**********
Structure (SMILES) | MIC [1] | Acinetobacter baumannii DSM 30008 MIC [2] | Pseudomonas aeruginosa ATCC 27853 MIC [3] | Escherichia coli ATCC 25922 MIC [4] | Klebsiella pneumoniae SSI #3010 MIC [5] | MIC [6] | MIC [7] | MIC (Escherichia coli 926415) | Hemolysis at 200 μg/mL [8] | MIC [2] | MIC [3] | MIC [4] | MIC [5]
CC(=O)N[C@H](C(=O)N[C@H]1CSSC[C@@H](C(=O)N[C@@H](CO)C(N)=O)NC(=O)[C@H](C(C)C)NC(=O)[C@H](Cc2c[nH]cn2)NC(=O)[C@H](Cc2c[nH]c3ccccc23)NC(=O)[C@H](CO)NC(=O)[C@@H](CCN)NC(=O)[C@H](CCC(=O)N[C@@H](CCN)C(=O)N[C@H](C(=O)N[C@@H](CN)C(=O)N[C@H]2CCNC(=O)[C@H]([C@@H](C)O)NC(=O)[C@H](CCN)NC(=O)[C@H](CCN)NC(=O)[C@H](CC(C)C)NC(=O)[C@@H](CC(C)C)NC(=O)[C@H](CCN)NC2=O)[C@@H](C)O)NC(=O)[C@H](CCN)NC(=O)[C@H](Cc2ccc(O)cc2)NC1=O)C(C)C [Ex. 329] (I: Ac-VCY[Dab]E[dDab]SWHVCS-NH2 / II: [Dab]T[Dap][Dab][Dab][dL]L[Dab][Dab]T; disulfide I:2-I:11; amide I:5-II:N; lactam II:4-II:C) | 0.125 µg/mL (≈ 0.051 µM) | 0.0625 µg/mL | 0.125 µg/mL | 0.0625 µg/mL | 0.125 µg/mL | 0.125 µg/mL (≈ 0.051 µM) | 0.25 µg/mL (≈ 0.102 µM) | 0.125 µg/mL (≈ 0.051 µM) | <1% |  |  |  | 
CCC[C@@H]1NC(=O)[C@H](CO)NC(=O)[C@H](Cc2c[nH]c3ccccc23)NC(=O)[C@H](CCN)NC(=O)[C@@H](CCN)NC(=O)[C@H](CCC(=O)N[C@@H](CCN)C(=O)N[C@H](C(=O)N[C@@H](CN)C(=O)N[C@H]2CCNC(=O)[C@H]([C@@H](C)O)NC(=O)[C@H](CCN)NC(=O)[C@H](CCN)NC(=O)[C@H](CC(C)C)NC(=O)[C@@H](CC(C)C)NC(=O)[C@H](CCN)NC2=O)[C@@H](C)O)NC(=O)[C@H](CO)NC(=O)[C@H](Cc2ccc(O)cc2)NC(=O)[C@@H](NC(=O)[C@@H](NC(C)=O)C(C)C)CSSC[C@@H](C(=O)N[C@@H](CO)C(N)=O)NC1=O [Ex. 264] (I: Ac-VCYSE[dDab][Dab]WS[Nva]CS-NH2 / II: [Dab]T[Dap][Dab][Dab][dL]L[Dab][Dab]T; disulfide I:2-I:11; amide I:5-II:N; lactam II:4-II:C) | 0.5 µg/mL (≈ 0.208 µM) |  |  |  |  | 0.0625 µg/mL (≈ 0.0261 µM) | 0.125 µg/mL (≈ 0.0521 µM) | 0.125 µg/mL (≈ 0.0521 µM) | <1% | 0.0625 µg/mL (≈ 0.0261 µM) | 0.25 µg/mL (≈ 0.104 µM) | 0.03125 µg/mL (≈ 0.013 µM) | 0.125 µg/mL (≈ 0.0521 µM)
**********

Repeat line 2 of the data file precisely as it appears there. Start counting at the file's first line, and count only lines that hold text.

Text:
CC(=O)N[C@H](C(=O)N[C@H]1CSSC[C@@H](C(=O)N[C@@H](CO)C(N)=O)NC(=O)[C@H](C(C)C)NC(=O)[C@H](Cc2c[nH]cn2)NC(=O)[C@H](Cc2c[nH]c3ccccc23)NC(=O)[C@H](CO)NC(=O)[C@@H](CCN)NC(=O)[C@H](CCC(=O)N[C@@H](CCN)C(=O)N[C@H](C(=O)N[C@@H](CN)C(=O)N[C@H]2CCNC(=O)[C@H]([C@@H](C)O)NC(=O)[C@H](CCN)NC(=O)[C@H](CCN)NC(=O)[C@H](CC(C)C)NC(=O)[C@@H](CC(C)C)NC(=O)[C@H](CCN)NC2=O)[C@@H](C)O)NC(=O)[C@H](CCN)NC(=O)[C@H](Cc2ccc(O)cc2)NC1=O)C(C)C [Ex. 329] (I: Ac-VCY[Dab]E[dDab]SWHVCS-NH2 / II: [Dab]T[Dap][Dab][Dab][dL]L[Dab][Dab]T; disulfide I:2-I:11; amide I:5-II:N; lactam II:4-II:C) | 0.125 µg/mL (≈ 0.051 µM) | 0.0625 µg/mL | 0.125 µg/mL | 0.0625 µg/mL | 0.125 µg/mL | 0.125 µg/mL (≈ 0.051 µM) | 0.25 µg/mL (≈ 0.102 µM) | 0.125 µg/mL (≈ 0.051 µM) | <1% |  |  |  | 